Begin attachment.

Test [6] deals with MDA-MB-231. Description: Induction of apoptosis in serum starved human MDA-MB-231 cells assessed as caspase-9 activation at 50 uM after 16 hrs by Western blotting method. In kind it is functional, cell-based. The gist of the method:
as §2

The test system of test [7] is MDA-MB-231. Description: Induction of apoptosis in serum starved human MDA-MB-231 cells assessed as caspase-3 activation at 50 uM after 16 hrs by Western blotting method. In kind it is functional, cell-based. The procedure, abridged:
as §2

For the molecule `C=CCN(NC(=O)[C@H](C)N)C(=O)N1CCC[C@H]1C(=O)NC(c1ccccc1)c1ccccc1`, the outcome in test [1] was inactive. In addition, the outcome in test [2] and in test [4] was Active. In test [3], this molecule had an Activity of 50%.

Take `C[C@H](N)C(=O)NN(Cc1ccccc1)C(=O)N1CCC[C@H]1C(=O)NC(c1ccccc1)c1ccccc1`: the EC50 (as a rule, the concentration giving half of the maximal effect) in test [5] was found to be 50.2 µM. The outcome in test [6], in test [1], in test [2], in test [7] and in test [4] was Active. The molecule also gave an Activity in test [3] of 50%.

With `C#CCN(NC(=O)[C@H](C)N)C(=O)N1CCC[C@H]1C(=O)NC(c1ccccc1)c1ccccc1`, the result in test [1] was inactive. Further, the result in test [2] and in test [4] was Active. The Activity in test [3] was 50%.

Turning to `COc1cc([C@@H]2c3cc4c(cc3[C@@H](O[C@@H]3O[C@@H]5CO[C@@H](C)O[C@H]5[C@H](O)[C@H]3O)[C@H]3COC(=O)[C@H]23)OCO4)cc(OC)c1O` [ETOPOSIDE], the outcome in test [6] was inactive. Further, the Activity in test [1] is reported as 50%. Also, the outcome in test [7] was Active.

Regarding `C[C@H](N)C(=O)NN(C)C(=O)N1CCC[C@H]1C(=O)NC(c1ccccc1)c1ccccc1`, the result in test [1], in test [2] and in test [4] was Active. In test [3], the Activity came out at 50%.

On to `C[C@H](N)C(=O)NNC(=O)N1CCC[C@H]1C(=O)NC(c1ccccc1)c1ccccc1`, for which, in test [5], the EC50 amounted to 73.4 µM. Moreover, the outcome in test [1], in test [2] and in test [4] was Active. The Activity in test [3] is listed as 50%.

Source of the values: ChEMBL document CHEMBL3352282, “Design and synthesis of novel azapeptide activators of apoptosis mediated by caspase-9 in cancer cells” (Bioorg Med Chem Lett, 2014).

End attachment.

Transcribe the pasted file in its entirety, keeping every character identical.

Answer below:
Test [6] deals with MDA-MB-231. Description: Induction of apoptosis in serum starved human MDA-MB-231 cells assessed as caspase-9 activation at 50 uM after 16 hrs by Western blotting method. In kind it is functional, cell-based. The gist of the method:
as §2

The test system of test [7] is MDA-MB-231. Description: Induction of apoptosis in serum starved human MDA-MB-231 cells assessed as caspase-3 activation at 50 uM after 16 hrs by Western blotting method. In kind it is functional, cell-based. The procedure, abridged:
as §2

For the molecule `C=CCN(NC(=O)[C@H](C)N)C(=O)N1CCC[C@H]1C(=O)NC(c1ccccc1)c1ccccc1`, the outcome in test [1] was inactive. In addition, the outcome in test [2] and in test [4] was Active. In test [3], this molecule had an Activity of 50%.

Take `C[C@H](N)C(=O)NN(Cc1ccccc1)C(=O)N1CCC[C@H]1C(=O)NC(c1ccccc1)c1ccccc1`: the EC50 (as a rule, the concentration giving half of the maximal effect) in test [5] was found to be 50.2 µM. The outcome in test [6], in test [1], in test [2], in test [7] and in test [4] was Active. The molecule also gave an Activity in test [3] of 50%.

With `C#CCN(NC(=O)[C@H](C)N)C(=O)N1CCC[C@H]1C(=O)NC(c1ccccc1)c1ccccc1`, the result in test [1] was inactive. Further, the result in test [2] and in test [4] was Active. The Activity in test [3] was 50%.

Turning to `COc1cc([C@@H]2c3cc4c(cc3[C@@H](O[C@@H]3O[C@@H]5CO[C@@H](C)O[C@H]5[C@H](O)[C@H]3O)[C@H]3COC(=O)[C@H]23)OCO4)cc(OC)c1O` [ETOPOSIDE], the outcome in test [6] was inactive. Further, the Activity in test [1] is reported as 50%. Also, the outcome in test [7] was Active.

Regarding `C[C@H](N)C(=O)NN(C)C(=O)N1CCC[C@H]1C(=O)NC(c1ccccc1)c1ccccc1`, the result in test [1], in test [2] and in test [4] was Active. In test [3], the Activity came out at 50%.

On to `C[C@H](N)C(=O)NNC(=O)N1CCC[C@H]1C(=O)NC(c1ccccc1)c1ccccc1`, for which, in test [5], the EC50 amounted to 73.4 µM. Moreover, the outcome in test [1], in test [2] and in test [4] was Active. The Activity in test [3] is listed as 50%.

Source of the values: ChEMBL document CHEMBL3352282, “Design and synthesis of novel azapeptide activators of apoptosis mediated by caspase-9 in cancer cells” (Bioorg Med Chem Lett, 2014).